The Swamp Thing television series on DC Universe is a hit…and was immediately canceled. Whether you’re just discovering the character, or if you’ve always been a fan, when the last episode airs, you’ll want to fill that plant-monster sized hole in your heart with something. And thankfully, we have Saga of the Swamp Thing, one of the greatest comic book runs in history, by the legendary Alan Moore.
Book One: The Saga of Alec Holland
Saga of the Swamp Thing: Issues 20-24
Moore’s run on Saga of the Swamp Thing starts with the title character holding his arch nemesis Arcane as the villain dies. All Swamp Thing feels is loss, and the best thing he can do is run back to the swamp, contemplating his existence. And then he dies. It’s a lot for one issue, and for the entirety of the second issue, he’s dead. Swamp Thing was once Alec Holland, as mentioned above, but in Moore’s first story, he breaks Swamp Thing’s psyche.
As it turns out, he’s not Alec Holland. He’s dead. Swamp Thing just absorbed his memories and personality traits. For years, Holland thought that he could find a way to be human again, but that hope’s ripped away. With the Floronic Man, a former C-level villain, communing with the Green and going crazy, it’s not the best time for the Avatar of the Green to go into a depressive coma.
The Floronic Man, however insane and horrifying his plan is, isn’t really a bad guy either. He’s in pain, hurt. When Swamp Thing finally defeats him in time for the Justice League to show up, he still wants to save the world of plants. Superman wraps his cape around him and tells him it’s going to be okay as he walks him to wherever they keep supervillains. It’s the most Superman-y Superman scene ever, and it’s in a Swamp Thing story written by Alan Moore of all people.
Swamp Thing is now at peace with what he is. He’s not human, h e doesn’t even need to breathe anymore. Nor is he Alec Holland. He’s Swamp Thing.
Saga of the Swamp Thing: Issues 25-26
The second story in Book One of Saga of the Swamp Thing is short, but some of the best stories are. We get to know Abby Arcane a bit more in this one, and her struggles with her husband Matt Cable. Abby loves Swamp Thing, which drives Matt into a jealous rage, but she’s not a pushover character. She gets a job helping autistic children in a children’s mental hospital. Of course, one of the patients, a little boy named Paul, is haunted by a demon monkey that is fear.
And since a demon is involved, we also get a team up/fight with one of my favorite DC superhero monsters: Etrigan. Etrigan wants to stop the Monkey King, even if it means killing the boy. Abby wants to protect the kids. Swamp Thing wants to help Abby. As far as superhero horror stories with demons and freaky monkeys go, it’s very sweet. Swamp Thing even holds Paul’s hand as he walks him back to the hospital. It’s an unexpected heartwarming story.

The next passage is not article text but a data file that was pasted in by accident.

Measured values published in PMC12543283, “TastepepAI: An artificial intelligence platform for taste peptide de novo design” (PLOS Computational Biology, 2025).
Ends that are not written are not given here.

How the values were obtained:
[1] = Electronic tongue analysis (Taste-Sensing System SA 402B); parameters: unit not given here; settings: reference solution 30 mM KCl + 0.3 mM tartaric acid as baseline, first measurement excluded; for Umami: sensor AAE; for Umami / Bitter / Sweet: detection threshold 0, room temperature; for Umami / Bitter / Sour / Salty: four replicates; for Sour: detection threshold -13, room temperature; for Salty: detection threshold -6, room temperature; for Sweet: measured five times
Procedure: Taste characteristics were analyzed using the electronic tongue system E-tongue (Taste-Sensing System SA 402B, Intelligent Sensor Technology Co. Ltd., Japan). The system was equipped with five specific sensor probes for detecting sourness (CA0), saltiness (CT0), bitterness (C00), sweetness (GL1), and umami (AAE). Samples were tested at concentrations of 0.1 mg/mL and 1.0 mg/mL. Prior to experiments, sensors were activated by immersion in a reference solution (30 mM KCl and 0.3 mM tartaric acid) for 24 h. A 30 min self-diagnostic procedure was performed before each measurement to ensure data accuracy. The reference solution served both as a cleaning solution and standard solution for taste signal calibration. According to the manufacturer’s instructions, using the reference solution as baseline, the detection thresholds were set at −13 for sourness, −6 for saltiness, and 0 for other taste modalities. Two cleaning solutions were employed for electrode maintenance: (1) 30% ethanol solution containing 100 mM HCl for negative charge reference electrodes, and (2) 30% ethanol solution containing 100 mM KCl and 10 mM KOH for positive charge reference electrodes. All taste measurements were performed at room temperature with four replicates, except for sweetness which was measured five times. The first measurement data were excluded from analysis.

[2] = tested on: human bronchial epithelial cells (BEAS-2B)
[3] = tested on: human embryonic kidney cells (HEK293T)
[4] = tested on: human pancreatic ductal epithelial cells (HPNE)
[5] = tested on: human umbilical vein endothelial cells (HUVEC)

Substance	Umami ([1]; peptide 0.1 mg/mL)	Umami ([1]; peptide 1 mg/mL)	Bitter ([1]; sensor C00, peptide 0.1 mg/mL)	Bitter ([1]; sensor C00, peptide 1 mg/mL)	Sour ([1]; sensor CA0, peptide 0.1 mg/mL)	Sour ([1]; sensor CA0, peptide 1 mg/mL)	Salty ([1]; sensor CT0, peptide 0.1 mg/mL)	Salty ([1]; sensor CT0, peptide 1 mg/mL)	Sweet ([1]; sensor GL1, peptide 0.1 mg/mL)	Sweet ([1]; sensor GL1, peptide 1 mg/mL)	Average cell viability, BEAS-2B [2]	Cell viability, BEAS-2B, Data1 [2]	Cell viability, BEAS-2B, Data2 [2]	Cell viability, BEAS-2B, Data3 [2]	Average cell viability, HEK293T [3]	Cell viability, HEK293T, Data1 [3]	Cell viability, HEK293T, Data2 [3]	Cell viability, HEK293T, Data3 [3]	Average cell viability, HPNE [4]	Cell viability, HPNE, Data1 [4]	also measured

Book Two: Swamp Thing Learns Who He Is
Saga of the Swamp Thing: Issue #28
This one-shot might be my favorite of all time. It’s a harrowing, but quiet, story that not only concludes the story of Alec Holland, but bridges into the next big story too. Holland’s ghost starts haunting Swamp Thing, driving the creature mad. He starts wandering around the swamp, digging it up until he finds Holland’s skeleton. Once he properly burries it, Holland is able to move on, and so is Swamp Thing. It packs a strong emotional punch.
Saga of the Swamp Thing: Issues #29-31
Arcane is back! And he’s taken Matt Cable’s body—Abigail’s husband. And yeah, it turns out he does have sex with his niece while impersonating Matt because he’s just that evil. Arcane starts calling evil to him, making people commit horrible acts of violence in the meantime. Even though Swamp Thing defeats him, it comes at a great cost. Arcane sends Abby’s soul to Hell.
Saga of the Swamp Thing: Annual #2
An epic. That’s the best way to describe the Saga of the Swamp Thing annual. Swamp Thing traversing the realms of the dead, getting help from Deadman, Phantom Stranger, the Spectre, and Etrigan the Demon. He’s going to get Abby back, no matter what it takes. How many characters have literally gone through hell for the person they love?
Saga of the Swamp Thing: Issue #32
Um…there’s these small creatures who come from outer space and talk really weird. They want to set up shop on Earth and Swamp Thing convinces them not to because humans are basically trash. Like I said, sometimes this book gets weird.
Saga of the Swamp Thing: Issue #33
Len Wein guest writes here, but we get one of the most important reveals so far: Alec Holland (but not Alec Holland…just his psyche) wasn’t the first Swamp Thing. When the Earth is in danger, the planet creates a warrior. And the planet is going to be in danger very soon. Too bad all of this is revealed to Abby in a dream—by Cane and Abel from Sandman no less.
Saga of the Swamp Thing: Issue #34